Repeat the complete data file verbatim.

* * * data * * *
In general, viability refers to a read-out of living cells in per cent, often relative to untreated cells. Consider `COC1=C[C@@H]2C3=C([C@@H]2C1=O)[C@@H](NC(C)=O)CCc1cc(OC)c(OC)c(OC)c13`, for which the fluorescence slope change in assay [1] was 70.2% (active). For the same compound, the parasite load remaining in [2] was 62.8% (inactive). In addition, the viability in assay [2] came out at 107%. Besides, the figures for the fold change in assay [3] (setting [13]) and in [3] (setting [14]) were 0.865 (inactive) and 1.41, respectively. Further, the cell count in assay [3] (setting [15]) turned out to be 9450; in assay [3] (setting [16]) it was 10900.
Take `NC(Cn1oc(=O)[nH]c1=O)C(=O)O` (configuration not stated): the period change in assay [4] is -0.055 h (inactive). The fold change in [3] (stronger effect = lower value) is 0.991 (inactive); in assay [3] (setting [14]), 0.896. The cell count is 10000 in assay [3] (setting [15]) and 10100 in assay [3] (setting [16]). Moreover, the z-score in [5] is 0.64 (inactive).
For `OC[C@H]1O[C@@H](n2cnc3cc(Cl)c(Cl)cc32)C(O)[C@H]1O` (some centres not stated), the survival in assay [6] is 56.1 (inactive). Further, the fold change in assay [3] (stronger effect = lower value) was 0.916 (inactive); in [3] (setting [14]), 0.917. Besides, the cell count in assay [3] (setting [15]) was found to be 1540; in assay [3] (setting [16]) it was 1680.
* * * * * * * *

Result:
In general, viability refers to a read-out of living cells in per cent, often relative to untreated cells. Consider `COC1=C[C@@H]2C3=C([C@@H]2C1=O)[C@@H](NC(C)=O)CCc1cc(OC)c(OC)c(OC)c13`, for which the fluorescence slope change in assay [1] was 70.2% (active). For the same compound, the parasite load remaining in [2] was 62.8% (inactive). In addition, the viability in assay [2] came out at 107%. Besides, the figures for the fold change in assay [3] (setting [13]) and in [3] (setting [14]) were 0.865 (inactive) and 1.41, respectively. Further, the cell count in assay [3] (setting [15]) turned out to be 9450; in assay [3] (setting [16]) it was 10900.
Take `NC(Cn1oc(=O)[nH]c1=O)C(=O)O` (configuration not stated): the period change in assay [4] is -0.055 h (inactive). The fold change in [3] (stronger effect = lower value) is 0.991 (inactive); in assay [3] (setting [14]), 0.896. The cell count is 10000 in assay [3] (setting [15]) and 10100 in assay [3] (setting [16]). Moreover, the z-score in [5] is 0.64 (inactive).
For `OC[C@H]1O[C@@H](n2cnc3cc(Cl)c(Cl)cc32)C(O)[C@H]1O` (some centres not stated), the survival in assay [6] is 56.1 (inactive). Further, the fold change in assay [3] (stronger effect = lower value) was 0.916 (inactive); in [3] (setting [14]), 0.917. Besides, the cell count in assay [3] (setting [15]) was found to be 1540; in assay [3] (setting [16]) it was 1680.